This may become a false alarm if S&P reviews their re-REMIC collateral monitoring methodology and finds out the mortgages are just fine. If they don’t, and there are widespread downgrades because of potential cash shortfalls, it will be especially bad for investors who hold the high-risk unrated or lower rated bonds. That would be Chimera.
As most of you know, Chimera was the leader in issuing reREMIC deals last year. They (or their Wall Street dealers) sell off the front end cash flows as highly rated bonds, and keep the lower-rated and unrated back end cash flows.
S&P announced yesterday that they may have goofed on their ratings for as many as 1,196 of the rated bonds from 129 residential mortgage deals.
I guess it goes without saying that owning the subordinated bond when the senior bond is downgraded can be a bad thing. If there is enough of a shortfall to keep the senior bonds from getting all their stated principal and interest, the junior bonds will get zip.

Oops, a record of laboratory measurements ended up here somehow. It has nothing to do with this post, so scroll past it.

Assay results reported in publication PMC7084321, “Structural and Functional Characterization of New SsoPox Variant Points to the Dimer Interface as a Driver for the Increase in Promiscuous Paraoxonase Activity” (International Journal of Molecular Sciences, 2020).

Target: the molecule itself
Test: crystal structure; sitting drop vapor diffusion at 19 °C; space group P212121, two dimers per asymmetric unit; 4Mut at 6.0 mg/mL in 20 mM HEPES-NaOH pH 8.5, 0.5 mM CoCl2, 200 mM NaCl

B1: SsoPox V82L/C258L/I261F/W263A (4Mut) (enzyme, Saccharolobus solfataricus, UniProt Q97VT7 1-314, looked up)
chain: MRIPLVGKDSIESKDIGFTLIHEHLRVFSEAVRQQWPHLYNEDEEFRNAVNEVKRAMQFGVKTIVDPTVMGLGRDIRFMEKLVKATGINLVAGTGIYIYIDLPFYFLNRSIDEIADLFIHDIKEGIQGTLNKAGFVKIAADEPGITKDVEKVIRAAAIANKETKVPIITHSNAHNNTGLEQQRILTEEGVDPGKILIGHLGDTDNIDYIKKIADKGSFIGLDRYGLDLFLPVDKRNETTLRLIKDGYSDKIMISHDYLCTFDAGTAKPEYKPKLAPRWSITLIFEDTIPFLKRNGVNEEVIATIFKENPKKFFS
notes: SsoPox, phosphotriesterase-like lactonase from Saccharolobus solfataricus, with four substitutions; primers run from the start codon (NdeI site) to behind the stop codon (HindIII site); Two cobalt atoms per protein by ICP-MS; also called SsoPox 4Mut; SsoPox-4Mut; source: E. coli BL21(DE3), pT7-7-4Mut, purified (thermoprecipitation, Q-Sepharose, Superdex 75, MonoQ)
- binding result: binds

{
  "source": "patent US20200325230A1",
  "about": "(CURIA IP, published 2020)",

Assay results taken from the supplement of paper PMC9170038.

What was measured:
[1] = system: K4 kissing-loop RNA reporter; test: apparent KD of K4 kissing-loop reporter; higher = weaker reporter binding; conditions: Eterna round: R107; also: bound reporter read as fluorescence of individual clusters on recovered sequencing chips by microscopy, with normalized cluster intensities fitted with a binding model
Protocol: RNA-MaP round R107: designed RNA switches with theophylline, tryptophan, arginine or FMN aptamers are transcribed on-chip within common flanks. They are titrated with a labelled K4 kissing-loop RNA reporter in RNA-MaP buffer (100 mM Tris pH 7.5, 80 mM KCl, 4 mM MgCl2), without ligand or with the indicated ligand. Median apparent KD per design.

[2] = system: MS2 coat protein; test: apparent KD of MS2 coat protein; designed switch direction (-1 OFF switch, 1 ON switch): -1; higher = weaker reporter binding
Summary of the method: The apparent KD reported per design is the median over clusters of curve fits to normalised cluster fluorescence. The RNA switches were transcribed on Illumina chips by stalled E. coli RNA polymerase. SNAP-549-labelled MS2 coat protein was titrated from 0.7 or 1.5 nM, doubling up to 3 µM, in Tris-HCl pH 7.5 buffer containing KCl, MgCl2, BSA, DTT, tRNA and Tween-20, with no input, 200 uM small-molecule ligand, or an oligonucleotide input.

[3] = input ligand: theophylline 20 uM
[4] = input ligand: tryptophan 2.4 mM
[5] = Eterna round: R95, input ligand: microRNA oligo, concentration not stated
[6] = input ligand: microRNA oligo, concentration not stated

Most are listed as issued by Wall Street dealers (so what else is new?), so you wouldn’t know whether CIM bought the B pieces from those deals without a list of holdings from CIM. One big issuer name was “Asset Repackaging Vehicle Ltd” which I thought might be CIM or IVR, but it turned out to be HSBC… I think we can safely say that virtually all of these deals have dealer names on them, but the junior bonds were sold to CIM, IVR, or a handful of vulture funds and hedge funds.